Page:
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31 October 2018

The effect of non-disclosure of evidence relating to communications and the appointment of special counsel (R v Knaggs and others) (Originally published on Lexis PSL)

4 mins

What are the practical implications of this case? (i.e. how the case may influence how practitioners advise their clients).

This was a complicated case which involved a number of legal issues. In this case, the Court of Appeal was ultimately unconvinced that the CPS’ failure to disclose certain material in the original trial had led the trial judge to incorrectly rule particular evidence admissible.

This judgment effectively illustrates the ongoing challenges defence practitioners face regarding the way in which the disclosure process is managed by the Crown Prosecution Service (CPS).

The judgment also illustrates the high threshold required to be met before the Courts will appoint Special Counsel. Finally in suggesting that the evidence in the case was so overwhelming that the issue of excluding evidence was potentially irrelevant, the Court of Appeal continues to speculate as to the bases on which juries convict in Crown Court Trials.

What was the background (i.e. the facts necessary to understand the following questions) 

Knaggs, Hadley, and Rich were convicted of conspiracy to import cocaine. They were each given custodial sentences ranging from 14 to 20 years and were granted leave to appeal their convictions on two grounds. These related to mobile phone and email communications between alleged conspirators, namely:

  • mobile telephone calls which were said to have been intercepted by the Dutch Authorities (“the Dutch Intercept Ground”); and

  • a Yahoo email account (slimjim25@ymail.com), which was said to be used to communicate via draft emails (“the slimjim Ground”).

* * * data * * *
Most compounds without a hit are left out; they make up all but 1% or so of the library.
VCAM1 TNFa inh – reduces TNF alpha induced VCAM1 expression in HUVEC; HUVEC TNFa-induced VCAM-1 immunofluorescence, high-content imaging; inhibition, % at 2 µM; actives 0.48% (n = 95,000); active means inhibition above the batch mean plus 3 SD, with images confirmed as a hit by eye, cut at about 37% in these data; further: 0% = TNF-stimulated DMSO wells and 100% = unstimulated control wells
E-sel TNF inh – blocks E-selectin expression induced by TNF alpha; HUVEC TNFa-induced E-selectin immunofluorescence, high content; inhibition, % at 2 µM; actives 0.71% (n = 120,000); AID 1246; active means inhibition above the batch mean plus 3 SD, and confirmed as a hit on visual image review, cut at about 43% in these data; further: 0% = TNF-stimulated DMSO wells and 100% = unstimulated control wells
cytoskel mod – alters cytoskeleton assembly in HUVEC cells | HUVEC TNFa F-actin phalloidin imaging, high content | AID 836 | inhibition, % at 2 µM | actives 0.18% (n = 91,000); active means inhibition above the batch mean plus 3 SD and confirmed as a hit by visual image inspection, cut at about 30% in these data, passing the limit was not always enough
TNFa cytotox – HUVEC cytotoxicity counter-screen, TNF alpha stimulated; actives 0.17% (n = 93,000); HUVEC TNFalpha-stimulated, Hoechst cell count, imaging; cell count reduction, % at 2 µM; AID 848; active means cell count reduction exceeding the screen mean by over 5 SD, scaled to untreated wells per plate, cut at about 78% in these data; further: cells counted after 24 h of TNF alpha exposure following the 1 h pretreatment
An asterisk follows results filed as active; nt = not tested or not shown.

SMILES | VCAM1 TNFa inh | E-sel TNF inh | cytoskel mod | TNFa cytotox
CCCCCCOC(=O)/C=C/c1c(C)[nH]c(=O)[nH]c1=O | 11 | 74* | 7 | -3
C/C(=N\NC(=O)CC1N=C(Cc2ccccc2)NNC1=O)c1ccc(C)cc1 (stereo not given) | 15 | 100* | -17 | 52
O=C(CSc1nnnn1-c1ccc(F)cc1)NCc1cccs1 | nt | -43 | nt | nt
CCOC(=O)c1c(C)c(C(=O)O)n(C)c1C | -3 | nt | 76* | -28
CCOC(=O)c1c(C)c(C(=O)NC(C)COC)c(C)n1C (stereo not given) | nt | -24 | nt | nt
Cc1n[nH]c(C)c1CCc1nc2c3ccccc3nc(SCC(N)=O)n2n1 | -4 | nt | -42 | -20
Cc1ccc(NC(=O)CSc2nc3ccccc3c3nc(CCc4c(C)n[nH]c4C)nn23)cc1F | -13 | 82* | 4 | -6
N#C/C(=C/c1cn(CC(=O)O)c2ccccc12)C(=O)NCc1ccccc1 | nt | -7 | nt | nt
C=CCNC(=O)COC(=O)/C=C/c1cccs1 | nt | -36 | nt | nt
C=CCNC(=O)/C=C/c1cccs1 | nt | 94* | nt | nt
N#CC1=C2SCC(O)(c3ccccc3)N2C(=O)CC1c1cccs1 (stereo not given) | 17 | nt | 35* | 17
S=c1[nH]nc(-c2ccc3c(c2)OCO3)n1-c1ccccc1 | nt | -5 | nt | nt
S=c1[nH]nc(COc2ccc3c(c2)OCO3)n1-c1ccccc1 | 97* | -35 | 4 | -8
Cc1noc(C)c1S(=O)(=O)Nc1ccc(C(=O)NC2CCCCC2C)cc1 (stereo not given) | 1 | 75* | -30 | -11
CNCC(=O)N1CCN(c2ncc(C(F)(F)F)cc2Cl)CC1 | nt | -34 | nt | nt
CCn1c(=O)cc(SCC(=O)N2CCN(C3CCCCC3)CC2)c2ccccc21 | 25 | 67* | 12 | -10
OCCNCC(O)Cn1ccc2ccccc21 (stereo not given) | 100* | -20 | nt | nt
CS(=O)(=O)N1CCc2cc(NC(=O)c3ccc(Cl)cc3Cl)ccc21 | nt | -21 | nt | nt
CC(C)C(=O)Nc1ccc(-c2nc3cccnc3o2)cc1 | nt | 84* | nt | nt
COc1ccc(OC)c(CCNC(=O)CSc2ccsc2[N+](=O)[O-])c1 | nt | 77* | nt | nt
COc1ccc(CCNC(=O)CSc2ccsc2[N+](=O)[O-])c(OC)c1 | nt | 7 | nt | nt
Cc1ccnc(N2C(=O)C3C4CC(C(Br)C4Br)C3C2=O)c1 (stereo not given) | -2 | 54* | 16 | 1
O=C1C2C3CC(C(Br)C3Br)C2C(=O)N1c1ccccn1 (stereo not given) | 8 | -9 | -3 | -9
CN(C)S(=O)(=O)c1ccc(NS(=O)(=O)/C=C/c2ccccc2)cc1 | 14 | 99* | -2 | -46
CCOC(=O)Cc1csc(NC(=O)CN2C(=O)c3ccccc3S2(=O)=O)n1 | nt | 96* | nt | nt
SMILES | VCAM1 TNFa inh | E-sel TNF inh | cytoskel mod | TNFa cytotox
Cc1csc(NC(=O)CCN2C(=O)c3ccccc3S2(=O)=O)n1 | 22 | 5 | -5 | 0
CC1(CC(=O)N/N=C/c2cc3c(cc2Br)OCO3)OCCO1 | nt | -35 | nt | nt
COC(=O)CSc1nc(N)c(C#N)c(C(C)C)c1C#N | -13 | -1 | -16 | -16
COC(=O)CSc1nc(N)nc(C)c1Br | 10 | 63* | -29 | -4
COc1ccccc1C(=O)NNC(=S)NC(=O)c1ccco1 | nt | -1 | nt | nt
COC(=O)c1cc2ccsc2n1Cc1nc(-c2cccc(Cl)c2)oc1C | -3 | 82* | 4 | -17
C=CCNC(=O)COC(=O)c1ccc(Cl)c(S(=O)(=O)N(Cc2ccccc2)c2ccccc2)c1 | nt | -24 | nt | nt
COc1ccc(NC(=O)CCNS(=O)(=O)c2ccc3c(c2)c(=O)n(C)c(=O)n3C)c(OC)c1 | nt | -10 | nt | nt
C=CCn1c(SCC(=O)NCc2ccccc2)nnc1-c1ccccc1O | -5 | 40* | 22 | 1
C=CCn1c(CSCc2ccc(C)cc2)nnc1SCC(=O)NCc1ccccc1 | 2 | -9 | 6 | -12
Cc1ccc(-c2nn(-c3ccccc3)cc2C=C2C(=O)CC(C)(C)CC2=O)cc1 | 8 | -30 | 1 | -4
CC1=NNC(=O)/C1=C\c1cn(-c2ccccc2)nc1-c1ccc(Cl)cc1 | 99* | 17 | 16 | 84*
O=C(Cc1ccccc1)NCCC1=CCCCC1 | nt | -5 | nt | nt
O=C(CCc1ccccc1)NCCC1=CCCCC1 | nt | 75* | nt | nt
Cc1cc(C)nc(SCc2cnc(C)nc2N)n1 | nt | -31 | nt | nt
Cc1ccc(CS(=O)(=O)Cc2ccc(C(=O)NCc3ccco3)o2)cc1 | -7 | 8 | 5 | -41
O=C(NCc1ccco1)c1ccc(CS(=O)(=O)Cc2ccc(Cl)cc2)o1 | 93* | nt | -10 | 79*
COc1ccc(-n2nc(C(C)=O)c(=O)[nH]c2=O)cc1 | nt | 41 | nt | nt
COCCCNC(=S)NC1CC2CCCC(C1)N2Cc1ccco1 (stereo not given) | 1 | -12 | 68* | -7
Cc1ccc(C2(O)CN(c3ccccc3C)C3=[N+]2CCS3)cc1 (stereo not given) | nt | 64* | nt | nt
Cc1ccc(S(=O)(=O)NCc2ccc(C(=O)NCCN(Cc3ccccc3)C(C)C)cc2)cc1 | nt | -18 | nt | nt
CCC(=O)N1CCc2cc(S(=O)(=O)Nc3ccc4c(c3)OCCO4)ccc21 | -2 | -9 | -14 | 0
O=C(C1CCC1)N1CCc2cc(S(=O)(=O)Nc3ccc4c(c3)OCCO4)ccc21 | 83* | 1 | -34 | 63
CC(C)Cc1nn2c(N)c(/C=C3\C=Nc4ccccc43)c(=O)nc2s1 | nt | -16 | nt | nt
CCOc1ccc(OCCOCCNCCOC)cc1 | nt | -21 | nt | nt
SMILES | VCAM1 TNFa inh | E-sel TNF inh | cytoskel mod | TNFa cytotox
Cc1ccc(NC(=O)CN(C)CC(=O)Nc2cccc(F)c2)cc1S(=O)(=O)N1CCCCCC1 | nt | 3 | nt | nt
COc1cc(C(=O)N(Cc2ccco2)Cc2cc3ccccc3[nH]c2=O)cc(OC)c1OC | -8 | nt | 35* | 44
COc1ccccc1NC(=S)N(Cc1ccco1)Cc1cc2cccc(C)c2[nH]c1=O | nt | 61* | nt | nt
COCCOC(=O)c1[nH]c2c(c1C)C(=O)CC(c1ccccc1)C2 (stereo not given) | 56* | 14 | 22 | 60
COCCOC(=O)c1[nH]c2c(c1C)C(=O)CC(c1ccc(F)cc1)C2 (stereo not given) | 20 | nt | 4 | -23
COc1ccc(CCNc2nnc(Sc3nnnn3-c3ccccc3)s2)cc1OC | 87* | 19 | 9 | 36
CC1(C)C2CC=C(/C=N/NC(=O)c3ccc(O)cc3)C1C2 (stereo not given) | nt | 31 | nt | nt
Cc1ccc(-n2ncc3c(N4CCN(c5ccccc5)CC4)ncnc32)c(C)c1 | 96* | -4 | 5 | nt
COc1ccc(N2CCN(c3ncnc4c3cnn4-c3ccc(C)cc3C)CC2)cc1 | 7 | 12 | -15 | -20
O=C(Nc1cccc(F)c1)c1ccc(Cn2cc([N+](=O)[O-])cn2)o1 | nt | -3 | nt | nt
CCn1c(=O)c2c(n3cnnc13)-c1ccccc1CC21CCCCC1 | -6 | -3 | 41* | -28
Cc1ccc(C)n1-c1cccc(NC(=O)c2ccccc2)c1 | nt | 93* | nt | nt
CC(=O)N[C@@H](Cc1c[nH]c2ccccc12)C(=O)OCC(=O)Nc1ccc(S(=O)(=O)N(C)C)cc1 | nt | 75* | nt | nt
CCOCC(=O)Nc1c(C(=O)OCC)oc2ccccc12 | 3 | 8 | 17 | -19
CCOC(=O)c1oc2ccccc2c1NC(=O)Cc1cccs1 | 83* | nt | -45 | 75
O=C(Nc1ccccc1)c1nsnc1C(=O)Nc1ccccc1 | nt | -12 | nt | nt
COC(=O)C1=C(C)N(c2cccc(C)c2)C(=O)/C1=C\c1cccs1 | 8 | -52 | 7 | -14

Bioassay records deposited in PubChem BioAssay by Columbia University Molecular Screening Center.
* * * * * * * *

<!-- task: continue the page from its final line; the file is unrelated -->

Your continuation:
During the original trial the CPS had relied on evidence obtained by interception of telephone calls by the Dutch Authorities. If the telephone calls had been recorded in the UK they would have been inadmissible under the Regulatory Investigatory Powers Act 2000 (“RIPA”).

The Defence submitted that the Prosecution had not proven that the phone calls were Dutch intercepts and suggested that they were in fact UK intercepts. They requested disclosure of material to support this argument.

In response the Prosecution asserted that they had served all the relevant information that would establish that the intercepts had been lawfully obtained and were admissible, and that there was no documentation in their possession which could or may assist the Defence in arguing to the contrary.

The Crown Court Trial Judge was satisfied that the material relied upon by the Prosecution was reliable and had been obtained in the proper way and ruled that it was admissible.

In the Court of Appeal proceedings, the Respondent (Prosecution) served new material that was relevant to the Dutch intercept issue. The Appellants (Defence) argued that this suggested that there had in fact been serious non disclosure of materials concerning whether evidence had been lawfully obtained.

This meant that there was a possibility that obtaining the material had been a breach of RIPA and that the phone calls should not have been admissible. The Appellants contended that Special Counsel should be appointed and claimed it was unfair that the Court had seen the newly disclosed evidence when the Appellants had not.

This, they submitted, amounted to an Article 6 ECHR problem. The Appellants sought to adduce fresh evidence said to bring context to the newly-disclosed material.

What did the Court decide?

The Court ultimately concluded, having themselves viewed of the newly disclosed material that there was nothing in relation to either the Dutch intercept Ground or the Slimjim Ground that should have been disclosed by the Respondent that had not been so disclosed.

It was therefore the Court’s view that there was no material in relation to which Special Counsel might assist the Appellants or the Court. As such, the Court held, the appointment of Special Counsel was unnecessary.

The Court suggested that the Appellant’s submissions indicating an Article 6 breach were “misconceived”. It stated that the Court’s decision to review the material without the Appellants having had access to it was made in line with previous authorities and that, in any event, the Appellants had not been deprived of any material which would have allowed them to pursue admissibility arguments.

The Court agreed with the Respondent in that, ultimately, the telephone and email evidence was only one aspect of the case against the Appellants. The Court further held that “[…]in any event, even if excluded…the remainder of the case against the Appellants was overwhelming.”

The article can be accessed on Lexis PSL here

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